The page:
Maurice Peress leads an unusual American musical life. Born to a Baghdadian father and Polish mother, his first music was Arabic and Yiddish songs. He grew up in New York's Washington Heights, became a busy dance band and symphonic trumpeter, and was drafted towards the end of the Korean conflict, landing him in a newly integrated Negro Regimental Band. In this memoir, he shares what he learned from an enormous range of American works and musicians. In his first book, Peress explored America's music and its African American roots. A musical mission emerges, a lifelong commitment to "give concerts that reconstruct delicious mixed marriages of music, black and white, Jazz and classical, folk and concert, Native American and European; works that bring people together, that urge us to love one another."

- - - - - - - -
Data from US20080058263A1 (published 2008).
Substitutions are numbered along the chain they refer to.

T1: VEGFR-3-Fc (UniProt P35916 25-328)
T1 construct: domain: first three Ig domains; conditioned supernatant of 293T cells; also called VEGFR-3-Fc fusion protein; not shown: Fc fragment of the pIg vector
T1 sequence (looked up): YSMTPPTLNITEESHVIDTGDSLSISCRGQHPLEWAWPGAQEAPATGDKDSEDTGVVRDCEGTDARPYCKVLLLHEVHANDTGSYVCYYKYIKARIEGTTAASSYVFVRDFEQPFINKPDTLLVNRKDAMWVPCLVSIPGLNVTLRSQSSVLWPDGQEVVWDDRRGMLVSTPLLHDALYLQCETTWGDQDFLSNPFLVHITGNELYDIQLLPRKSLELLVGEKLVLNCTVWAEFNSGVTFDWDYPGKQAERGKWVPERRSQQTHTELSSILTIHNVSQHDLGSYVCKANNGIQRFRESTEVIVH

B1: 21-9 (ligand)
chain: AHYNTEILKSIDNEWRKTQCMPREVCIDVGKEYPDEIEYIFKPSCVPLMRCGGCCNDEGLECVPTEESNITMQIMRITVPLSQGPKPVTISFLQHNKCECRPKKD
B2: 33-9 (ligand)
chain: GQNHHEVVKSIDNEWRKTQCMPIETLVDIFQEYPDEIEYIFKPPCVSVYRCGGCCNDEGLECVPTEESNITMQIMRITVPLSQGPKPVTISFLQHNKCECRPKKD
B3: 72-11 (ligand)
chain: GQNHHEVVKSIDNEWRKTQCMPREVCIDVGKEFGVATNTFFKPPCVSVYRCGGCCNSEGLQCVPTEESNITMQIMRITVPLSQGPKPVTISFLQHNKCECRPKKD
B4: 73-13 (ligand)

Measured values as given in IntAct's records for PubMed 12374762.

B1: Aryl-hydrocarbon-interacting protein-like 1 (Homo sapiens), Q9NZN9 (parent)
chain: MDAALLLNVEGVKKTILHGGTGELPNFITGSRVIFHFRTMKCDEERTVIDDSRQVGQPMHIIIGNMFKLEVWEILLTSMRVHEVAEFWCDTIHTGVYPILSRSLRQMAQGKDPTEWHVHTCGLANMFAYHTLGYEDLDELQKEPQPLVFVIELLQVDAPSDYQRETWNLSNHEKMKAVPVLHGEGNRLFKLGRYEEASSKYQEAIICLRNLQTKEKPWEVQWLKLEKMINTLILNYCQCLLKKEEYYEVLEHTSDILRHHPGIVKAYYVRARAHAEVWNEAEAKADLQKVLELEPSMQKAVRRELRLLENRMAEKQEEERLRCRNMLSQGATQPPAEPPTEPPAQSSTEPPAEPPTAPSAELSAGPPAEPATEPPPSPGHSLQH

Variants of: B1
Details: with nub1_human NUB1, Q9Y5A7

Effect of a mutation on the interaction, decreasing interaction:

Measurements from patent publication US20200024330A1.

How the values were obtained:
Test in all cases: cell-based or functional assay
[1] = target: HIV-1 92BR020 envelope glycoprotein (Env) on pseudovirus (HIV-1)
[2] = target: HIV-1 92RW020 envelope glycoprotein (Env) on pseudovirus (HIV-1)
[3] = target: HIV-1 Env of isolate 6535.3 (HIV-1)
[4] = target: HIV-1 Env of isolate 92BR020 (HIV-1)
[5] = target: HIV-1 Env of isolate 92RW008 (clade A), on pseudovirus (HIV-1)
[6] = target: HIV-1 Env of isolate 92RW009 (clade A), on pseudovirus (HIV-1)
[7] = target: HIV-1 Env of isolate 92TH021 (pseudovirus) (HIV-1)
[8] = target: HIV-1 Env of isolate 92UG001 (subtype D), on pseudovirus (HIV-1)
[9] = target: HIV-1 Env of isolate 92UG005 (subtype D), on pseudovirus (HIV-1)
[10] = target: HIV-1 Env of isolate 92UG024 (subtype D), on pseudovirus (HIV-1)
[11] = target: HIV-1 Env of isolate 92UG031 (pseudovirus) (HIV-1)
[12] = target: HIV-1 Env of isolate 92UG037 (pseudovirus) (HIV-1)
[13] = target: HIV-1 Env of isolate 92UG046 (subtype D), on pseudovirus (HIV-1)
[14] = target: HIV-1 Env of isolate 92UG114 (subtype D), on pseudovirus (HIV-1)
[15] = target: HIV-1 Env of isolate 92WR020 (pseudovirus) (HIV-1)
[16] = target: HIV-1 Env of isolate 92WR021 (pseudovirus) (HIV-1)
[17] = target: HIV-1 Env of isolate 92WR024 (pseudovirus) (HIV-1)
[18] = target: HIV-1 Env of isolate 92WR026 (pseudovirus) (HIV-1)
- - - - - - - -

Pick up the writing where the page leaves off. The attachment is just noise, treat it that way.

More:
Residing in New York City, Maurice Peress is the author of Dvorak to Duke Ellington (Oxford University Press). He teaches at the Aaron Copland School of Music and guest conducts in the United States and abroad. Recently, his 90th Anniversary Celebration of the concert that launched Gershwin’s "Rhapsody in Blue," with Vince Giordano and the Nighthawks, sold out New York’s Town Hall.